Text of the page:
TLHRC hearing calls on US to hold Bahraini govt accountable

On 9 September 2016, the Tom Lantos Human Rights Commission of the US Congress (TLHRC) held a hearing to examine the US government’s response to the human rights crisis in Bahrain. Key experts who were asked to testify before TLHRC included Brian Dooley, Director of the Human Rights Defenders Program at Human Rights First (HRF); Matar Matar, a former MP of the Bahraini government; Sarah Margon, Washington Director of Human Rights Watch (HRW); and Cole Bokenfeld, Deputy Director of Policy at Project on Middle East Democracy (POMED). This was the fourth hearing held on the human rights situation in Bahrain since 2010.

Congressman James P. McGovern of Massachusetts opened the hearing by noting regrettably that no one from the US State Department was available to attend the hearing. Representative McGovern noted that while there have been moments of progress since 2011, last year’s efforts at reform have stalled.  He highlighted the government’s suspension of attempts at national dialogue, the Bahraini government’s failure to fully implement the recommendations from the Bahrain Independent Commission of Inquiry (BICI) report, the dissolution of the opposition party, Al-Wefaq, and the revocation of citizenship for prominent Shia clerics. Rep. McGovern expressed concern over the recent deterioration of the human rights situation in Bahrain, arguing that the U.S. government must use its leverage to undertake concrete measures to help improve the human rights situation in Bahrain.

Brian Dooley of Human Rights First began his testimony by condemning the denial of entry for journalists and NGOs, in addition to Rep. McGovern. Dooley subsequently highlighted the discrimination against the Shia majority in Bahrain, including their exclusions from key areas of the government and security forces. Dooley then highlighted the case of Dr. Ali Al-Ekri, a medic arrested by the Bahraini Defense Forces during the 2011 uprising, and was beaten and forced to eat feces. “No senior military official has been held to account for the torture or other human rights violations committed by the military,” he added. Addressing the alleged Iranian influence in Bahrain, Dooley argued that removing Iran from the equation does not solve Bahrain’s problems of unrest and instability. Dooley ended his testimony by condemning the US government’s decision to lift the restrictions on selling arms to the Bahrain military, deeming it a “significant mistake.”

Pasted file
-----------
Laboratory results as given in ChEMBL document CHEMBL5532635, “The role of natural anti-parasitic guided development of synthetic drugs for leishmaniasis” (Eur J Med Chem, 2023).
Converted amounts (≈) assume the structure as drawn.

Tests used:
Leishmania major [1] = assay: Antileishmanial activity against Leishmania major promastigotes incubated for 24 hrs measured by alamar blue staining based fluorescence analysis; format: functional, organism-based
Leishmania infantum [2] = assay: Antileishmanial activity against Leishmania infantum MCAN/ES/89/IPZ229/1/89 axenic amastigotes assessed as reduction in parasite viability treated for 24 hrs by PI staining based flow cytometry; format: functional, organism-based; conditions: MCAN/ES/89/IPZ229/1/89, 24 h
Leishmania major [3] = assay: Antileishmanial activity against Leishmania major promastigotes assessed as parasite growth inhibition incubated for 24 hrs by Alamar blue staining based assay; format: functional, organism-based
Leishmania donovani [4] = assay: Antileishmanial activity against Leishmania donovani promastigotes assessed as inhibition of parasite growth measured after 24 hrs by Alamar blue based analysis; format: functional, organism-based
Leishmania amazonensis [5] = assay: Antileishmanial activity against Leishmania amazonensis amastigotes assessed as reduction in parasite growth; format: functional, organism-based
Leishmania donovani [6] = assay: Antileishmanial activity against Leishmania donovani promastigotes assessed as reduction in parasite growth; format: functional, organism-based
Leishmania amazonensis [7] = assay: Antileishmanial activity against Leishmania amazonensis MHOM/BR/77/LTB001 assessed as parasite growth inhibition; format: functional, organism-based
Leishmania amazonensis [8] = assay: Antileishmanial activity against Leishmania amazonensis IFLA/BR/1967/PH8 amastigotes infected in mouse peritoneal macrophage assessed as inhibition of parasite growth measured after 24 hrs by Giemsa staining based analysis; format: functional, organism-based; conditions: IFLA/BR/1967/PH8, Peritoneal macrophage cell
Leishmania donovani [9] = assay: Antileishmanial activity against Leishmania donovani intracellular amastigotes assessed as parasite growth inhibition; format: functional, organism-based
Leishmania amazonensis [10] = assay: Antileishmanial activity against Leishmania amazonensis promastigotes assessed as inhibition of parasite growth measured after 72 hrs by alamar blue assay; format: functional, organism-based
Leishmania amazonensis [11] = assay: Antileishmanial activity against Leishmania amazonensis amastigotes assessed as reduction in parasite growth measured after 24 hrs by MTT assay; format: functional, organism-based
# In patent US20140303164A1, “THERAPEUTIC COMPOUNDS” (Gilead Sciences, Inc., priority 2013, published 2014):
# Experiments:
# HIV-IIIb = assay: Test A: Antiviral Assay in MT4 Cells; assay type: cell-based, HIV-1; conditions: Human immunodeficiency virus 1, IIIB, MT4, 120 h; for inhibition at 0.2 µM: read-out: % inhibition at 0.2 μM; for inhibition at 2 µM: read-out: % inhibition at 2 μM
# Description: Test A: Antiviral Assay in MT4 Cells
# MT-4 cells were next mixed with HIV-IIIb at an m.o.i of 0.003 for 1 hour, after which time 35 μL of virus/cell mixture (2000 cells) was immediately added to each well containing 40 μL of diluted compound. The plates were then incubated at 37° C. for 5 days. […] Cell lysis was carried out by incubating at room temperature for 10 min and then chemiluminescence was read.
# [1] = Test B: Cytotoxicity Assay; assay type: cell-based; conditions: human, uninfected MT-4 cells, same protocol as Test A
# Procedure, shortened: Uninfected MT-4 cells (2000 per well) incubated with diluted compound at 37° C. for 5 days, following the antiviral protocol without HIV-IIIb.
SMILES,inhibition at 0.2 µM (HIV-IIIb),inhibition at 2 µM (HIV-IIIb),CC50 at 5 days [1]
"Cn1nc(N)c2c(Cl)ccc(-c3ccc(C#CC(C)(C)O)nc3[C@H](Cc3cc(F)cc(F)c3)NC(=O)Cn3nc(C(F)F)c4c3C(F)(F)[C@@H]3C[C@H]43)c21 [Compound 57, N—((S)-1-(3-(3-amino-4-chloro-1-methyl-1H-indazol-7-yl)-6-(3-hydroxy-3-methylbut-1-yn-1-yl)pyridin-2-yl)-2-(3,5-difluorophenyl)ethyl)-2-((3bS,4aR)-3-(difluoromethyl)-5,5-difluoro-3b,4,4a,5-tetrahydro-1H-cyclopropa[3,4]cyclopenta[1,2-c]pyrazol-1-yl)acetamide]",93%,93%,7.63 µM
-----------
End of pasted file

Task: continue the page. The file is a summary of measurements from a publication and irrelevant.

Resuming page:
During his testimony, Matar Matar stressed that statements issued by the US government are not enough and that the US government needs to take the deterioration in Bahrain more seriously. Matar highlighted the pro-democracy movement and the extraordinary roles that people like Sheikh Isa Qassim and Nabeel Rajab have undertaken to protect Bahrain from moving toward sectarianism and violence. Matar argued that the sectarianism seen in Bahrain today stems from sectarian policies carried out by the Bahraini government against the Shia majority and that members of the Sunni minority would face much harsher treatment should they speak out against the Bahraini authorities. Matar argued that the stability of Bahrain is built on sectarian politics and persecution, policies against Shia, the blackmailing of Sunnis, and the human trafficking of Southeast Asian migrants. Matar closed by stressing that efforts should be centered on how the Bahraini government can be prevented from using the relationship with the US against its own people.